Bidor, Malaysia - Cantonese duck drumstick noodles from Pun Chun
This iconic 75-year-old Bidor eatery is famous for its duck drumstick noodles, where pre-roasted duck drumsticks are then cooked in a herbal broth till they are fall-off-the-bone tender and totally infused with the Chinese herbal taste. Watched over by the 90-something-year-old matriarch (who hailed from Pingyuan county, Guangdong), the Khong family still runs this 24-hour eatery with clockwork precision.
I find their herbal soup very tasty, but the noodles were blandish, without the eggy aroma or flavour. Ditto their much-touted wanton noodles, which came tossed in dark soysauce and oil. The pork-and-shrimp-filled wanton dumplings were plump and delicious, but the BBQ char-siu was nothing worth writing home about.
The frothy iced coffee is the standout for me here - thick, sweet, delicious.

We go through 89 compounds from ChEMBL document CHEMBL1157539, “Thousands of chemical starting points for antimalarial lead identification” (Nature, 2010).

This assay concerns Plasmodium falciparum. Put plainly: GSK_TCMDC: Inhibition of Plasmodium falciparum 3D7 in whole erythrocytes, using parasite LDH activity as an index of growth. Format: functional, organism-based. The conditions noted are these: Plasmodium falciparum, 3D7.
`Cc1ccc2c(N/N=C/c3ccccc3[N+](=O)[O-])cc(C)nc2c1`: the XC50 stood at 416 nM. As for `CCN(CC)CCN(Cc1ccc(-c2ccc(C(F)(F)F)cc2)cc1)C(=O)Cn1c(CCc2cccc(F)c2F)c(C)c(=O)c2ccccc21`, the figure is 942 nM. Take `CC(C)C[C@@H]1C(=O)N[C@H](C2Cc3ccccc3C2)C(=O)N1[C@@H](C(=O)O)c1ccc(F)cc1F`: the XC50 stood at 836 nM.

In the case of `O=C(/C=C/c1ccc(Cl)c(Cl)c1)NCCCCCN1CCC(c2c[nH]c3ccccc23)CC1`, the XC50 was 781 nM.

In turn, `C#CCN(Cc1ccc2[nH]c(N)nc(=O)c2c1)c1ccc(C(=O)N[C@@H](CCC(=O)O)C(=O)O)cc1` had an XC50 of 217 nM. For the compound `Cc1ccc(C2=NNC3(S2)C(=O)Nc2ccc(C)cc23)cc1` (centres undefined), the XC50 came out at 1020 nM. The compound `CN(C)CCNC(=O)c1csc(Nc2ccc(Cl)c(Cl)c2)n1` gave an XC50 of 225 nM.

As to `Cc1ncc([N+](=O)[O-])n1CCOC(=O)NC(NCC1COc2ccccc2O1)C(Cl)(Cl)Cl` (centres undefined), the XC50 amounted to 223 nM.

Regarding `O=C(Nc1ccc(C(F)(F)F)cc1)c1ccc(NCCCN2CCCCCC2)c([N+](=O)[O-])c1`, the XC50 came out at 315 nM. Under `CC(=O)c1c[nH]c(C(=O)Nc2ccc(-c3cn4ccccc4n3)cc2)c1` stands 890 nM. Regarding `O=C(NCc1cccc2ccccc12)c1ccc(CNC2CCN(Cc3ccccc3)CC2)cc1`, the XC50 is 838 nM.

The restaurant also does a roaring business with their "sha kei ma" (a sweet molasses-covered egg-flour pastry of Manchu origins) and "kai chai paeng" (chicken biscuits).
Pun Chun Restaurant
40 Jalan Besar
35500 Bidor, Perak
Tel: +605-4341 554
Bidor, like many towns in Perak, are people mainly by Cantonese and Hakka migrants from southern China since the mid- to late-19th century, brought in as indentured labourers when the British wanted to exploit the large deposits of tin there. Subsequently, each town has its own clutch of old eateries, offering traditional foods from the old hometowns of the migrants - making Chowhounding in this region an exciting prospect.
Bidor is 1.5 hours' drive north of KL, a bit under 100 miles.